September 30, 2019
The positive effects of the human-animal bond are undeniable, but how exactly do they come about? While research and anecdotes have demonstrated that animal-assisted interventions are effective, Andrea M. Beetz delves into theories about why and how they are effective in her 2017 article, “Theories and possible processes of animal assisted interventions.” Here, we’ll examine possible mechanisms of action for AAI, as well as Beetz’s indications for further research in this field.
E.O. Wilson, an American biologist and Harvard Professor of Entomology, is responsible for the concept of biophilia:
“Wilson coined the term ‘biophilia’ to describe what he believes is an innate human affinity with other forms of life. It is innate because our culture and behaviour are partially encoded in our genes, and it has been sustained throughout evolution because human life and death have always depended primarily upon our fellow creature…[p]ut simply, we are hard-wired to be interested in living things” (Merrick, 2014).
Wilson’s term is supported by research that found that infants and children are more drawn to animals than to inanimate objects. It is also grounded in history; humans have always lived around animals or been dependent upon animals for survival. Not only have they long been used as a source of food, they also offer indication of nearby threats. Humans learned that calm animals were an indication of a safe environment, known as “the biophilia effect.” The biophilia effect supports the idea that clients can be relaxed by the presence of calm animals during AAI.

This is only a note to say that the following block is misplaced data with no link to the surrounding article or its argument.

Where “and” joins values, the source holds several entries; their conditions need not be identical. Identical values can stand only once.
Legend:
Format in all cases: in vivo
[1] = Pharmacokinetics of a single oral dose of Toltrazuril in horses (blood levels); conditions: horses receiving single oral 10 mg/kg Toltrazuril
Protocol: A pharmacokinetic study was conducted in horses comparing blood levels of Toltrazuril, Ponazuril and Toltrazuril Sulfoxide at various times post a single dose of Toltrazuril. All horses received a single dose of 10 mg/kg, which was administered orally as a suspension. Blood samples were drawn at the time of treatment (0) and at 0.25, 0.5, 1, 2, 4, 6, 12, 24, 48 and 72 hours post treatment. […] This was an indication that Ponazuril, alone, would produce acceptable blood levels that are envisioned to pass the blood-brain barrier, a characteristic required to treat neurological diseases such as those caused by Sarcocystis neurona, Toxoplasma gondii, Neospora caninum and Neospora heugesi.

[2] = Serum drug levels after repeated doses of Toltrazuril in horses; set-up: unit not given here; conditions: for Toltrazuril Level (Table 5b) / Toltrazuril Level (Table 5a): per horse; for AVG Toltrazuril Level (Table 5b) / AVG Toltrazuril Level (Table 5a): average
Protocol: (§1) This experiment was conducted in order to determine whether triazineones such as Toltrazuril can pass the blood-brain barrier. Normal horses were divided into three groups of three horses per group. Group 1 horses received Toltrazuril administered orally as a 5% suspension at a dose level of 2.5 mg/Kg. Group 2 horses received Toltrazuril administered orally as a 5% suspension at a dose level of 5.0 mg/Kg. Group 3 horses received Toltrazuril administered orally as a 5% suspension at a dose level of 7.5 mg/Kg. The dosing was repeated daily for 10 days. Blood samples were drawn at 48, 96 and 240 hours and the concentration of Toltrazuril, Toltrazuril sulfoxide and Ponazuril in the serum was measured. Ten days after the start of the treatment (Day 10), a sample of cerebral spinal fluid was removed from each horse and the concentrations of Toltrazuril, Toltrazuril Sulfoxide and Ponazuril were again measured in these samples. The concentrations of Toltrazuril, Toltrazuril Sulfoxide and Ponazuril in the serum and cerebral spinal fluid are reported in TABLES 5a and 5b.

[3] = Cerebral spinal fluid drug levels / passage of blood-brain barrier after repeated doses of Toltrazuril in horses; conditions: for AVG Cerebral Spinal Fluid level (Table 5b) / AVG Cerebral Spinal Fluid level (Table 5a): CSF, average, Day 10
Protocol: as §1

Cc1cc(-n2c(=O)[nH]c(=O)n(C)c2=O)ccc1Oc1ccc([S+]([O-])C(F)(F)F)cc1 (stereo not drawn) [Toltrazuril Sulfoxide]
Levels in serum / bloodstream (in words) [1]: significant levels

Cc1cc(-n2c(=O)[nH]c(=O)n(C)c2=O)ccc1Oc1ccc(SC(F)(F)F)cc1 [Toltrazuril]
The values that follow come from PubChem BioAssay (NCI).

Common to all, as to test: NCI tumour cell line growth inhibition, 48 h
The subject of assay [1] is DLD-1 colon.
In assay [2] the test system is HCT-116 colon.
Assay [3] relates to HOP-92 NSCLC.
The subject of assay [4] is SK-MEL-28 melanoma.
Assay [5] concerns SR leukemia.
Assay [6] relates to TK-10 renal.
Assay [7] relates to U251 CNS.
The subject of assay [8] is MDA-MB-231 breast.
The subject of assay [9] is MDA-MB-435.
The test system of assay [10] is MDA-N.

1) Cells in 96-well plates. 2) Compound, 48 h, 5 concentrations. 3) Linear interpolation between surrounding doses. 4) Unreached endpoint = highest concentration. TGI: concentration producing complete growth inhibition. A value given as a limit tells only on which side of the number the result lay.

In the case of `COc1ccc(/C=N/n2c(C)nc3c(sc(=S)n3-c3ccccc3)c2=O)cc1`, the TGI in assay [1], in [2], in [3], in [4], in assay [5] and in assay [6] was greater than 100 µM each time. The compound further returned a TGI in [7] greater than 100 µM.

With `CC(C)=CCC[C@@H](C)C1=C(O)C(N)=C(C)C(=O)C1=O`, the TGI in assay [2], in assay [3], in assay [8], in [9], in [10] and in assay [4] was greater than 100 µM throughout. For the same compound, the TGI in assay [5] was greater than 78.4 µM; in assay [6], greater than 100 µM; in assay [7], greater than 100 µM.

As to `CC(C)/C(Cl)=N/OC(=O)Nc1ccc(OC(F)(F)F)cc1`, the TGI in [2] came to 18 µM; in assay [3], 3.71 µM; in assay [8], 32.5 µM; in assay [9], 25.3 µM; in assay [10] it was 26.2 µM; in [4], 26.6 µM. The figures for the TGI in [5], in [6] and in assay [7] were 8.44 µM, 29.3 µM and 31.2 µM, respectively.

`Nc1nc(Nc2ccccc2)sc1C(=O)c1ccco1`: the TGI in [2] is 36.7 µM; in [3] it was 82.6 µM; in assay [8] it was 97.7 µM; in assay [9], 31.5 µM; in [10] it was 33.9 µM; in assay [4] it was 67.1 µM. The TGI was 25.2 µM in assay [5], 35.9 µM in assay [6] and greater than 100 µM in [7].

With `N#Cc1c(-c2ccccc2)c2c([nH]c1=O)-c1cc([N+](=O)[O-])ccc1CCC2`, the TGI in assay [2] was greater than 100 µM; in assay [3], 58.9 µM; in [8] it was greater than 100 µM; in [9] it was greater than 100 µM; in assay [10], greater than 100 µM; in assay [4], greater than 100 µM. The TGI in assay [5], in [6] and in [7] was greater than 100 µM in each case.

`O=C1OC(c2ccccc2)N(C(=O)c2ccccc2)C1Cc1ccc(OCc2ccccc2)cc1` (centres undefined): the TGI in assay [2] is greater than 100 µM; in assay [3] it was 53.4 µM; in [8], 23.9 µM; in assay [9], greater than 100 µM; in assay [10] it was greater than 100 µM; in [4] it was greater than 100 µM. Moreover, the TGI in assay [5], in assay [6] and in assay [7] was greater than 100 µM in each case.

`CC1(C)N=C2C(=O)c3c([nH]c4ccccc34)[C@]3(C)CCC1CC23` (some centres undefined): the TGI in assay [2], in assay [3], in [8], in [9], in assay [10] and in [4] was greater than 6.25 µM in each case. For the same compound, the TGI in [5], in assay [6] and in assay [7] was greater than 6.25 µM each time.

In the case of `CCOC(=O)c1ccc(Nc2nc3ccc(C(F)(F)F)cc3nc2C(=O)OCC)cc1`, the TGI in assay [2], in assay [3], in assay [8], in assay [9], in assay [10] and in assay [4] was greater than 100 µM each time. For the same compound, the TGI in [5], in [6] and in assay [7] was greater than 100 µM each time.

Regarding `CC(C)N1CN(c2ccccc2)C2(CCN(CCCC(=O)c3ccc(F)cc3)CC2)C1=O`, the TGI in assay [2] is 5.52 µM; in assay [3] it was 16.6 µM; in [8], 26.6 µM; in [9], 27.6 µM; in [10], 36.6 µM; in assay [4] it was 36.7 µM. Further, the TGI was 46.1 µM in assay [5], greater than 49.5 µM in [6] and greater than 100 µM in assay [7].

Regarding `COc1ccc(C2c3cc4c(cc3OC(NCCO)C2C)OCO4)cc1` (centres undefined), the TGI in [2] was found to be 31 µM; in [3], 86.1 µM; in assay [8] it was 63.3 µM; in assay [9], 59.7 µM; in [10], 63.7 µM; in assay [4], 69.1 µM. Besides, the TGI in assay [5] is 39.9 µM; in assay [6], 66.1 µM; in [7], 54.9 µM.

Beetz explains that anthropomorphism is frequently seen as “an undesirable tendency of humans to treat companion animals similarly to humans,” including dressing them up in clothes and assuming that they enjoy the activities that their human counterparts enjoy. However, anthropomorphism can also be spun positively, as a type of empathy that allows us to understand the needs, behaviors, and intentions of animals. The closer the genetic makeup of the animal to a human, the easier it is to anthropomorphize with that animal. For example, dogs (which make up the majority of animals who provide AAI) are social mammals like humans, which makes it easier for us to ascribe complex mental states to them than, say, snakes. This ability to empathize with therapy animals may explain why animal-assisted interventions work.
Anthropomorphism may be helpful in building social relationships with animals, but caution also needs to be taken. It is often responsible for the misinterpretation of canine facial expressions and body language. All in all, anthropomorphism is an interesting theory for the success of AAI through the basis of meaningful interactions with animals.